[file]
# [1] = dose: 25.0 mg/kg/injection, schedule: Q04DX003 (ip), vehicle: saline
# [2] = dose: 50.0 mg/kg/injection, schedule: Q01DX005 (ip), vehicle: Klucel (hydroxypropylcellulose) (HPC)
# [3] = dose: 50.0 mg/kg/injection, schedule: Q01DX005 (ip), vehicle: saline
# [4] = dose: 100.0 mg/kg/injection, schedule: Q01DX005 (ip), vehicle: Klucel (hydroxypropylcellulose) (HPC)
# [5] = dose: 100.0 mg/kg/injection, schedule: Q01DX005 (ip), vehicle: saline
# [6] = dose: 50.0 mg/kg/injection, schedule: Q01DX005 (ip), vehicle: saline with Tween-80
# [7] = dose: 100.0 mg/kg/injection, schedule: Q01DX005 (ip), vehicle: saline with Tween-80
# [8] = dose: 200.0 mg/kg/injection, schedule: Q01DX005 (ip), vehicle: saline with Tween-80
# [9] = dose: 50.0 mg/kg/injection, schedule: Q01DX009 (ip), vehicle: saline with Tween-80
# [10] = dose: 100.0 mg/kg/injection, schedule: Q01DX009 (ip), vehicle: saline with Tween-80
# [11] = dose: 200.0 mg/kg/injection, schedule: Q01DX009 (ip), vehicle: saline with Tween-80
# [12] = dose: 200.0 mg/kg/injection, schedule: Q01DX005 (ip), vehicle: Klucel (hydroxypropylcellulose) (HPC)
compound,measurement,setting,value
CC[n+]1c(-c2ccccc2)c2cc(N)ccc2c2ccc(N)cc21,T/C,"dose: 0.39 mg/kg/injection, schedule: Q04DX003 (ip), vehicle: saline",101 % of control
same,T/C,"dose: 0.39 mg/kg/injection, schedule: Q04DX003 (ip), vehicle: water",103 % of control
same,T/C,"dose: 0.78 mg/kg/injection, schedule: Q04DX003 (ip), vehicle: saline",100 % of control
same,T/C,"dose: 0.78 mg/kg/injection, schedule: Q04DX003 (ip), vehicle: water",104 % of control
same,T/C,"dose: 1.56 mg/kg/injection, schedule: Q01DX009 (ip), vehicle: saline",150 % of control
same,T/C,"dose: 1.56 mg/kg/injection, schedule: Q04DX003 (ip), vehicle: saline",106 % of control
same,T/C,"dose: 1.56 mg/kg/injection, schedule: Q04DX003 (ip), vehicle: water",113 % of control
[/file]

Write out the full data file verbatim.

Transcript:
# [1] = dose: 25.0 mg/kg/injection, schedule: Q04DX003 (ip), vehicle: saline
# [2] = dose: 50.0 mg/kg/injection, schedule: Q01DX005 (ip), vehicle: Klucel (hydroxypropylcellulose) (HPC)
# [3] = dose: 50.0 mg/kg/injection, schedule: Q01DX005 (ip), vehicle: saline
# [4] = dose: 100.0 mg/kg/injection, schedule: Q01DX005 (ip), vehicle: Klucel (hydroxypropylcellulose) (HPC)
# [5] = dose: 100.0 mg/kg/injection, schedule: Q01DX005 (ip), vehicle: saline
# [6] = dose: 50.0 mg/kg/injection, schedule: Q01DX005 (ip), vehicle: saline with Tween-80
# [7] = dose: 100.0 mg/kg/injection, schedule: Q01DX005 (ip), vehicle: saline with Tween-80
# [8] = dose: 200.0 mg/kg/injection, schedule: Q01DX005 (ip), vehicle: saline with Tween-80
# [9] = dose: 50.0 mg/kg/injection, schedule: Q01DX009 (ip), vehicle: saline with Tween-80
# [10] = dose: 100.0 mg/kg/injection, schedule: Q01DX009 (ip), vehicle: saline with Tween-80
# [11] = dose: 200.0 mg/kg/injection, schedule: Q01DX009 (ip), vehicle: saline with Tween-80
# [12] = dose: 200.0 mg/kg/injection, schedule: Q01DX005 (ip), vehicle: Klucel (hydroxypropylcellulose) (HPC)
compound,measurement,setting,value
CC[n+]1c(-c2ccccc2)c2cc(N)ccc2c2ccc(N)cc21,T/C,"dose: 0.39 mg/kg/injection, schedule: Q04DX003 (ip), vehicle: saline",101 % of control
same,T/C,"dose: 0.39 mg/kg/injection, schedule: Q04DX003 (ip), vehicle: water",103 % of control
same,T/C,"dose: 0.78 mg/kg/injection, schedule: Q04DX003 (ip), vehicle: saline",100 % of control
same,T/C,"dose: 0.78 mg/kg/injection, schedule: Q04DX003 (ip), vehicle: water",104 % of control
same,T/C,"dose: 1.56 mg/kg/injection, schedule: Q01DX009 (ip), vehicle: saline",150 % of control
same,T/C,"dose: 1.56 mg/kg/injection, schedule: Q04DX003 (ip), vehicle: saline",106 % of control
same,T/C,"dose: 1.56 mg/kg/injection, schedule: Q04DX003 (ip), vehicle: water",113 % of control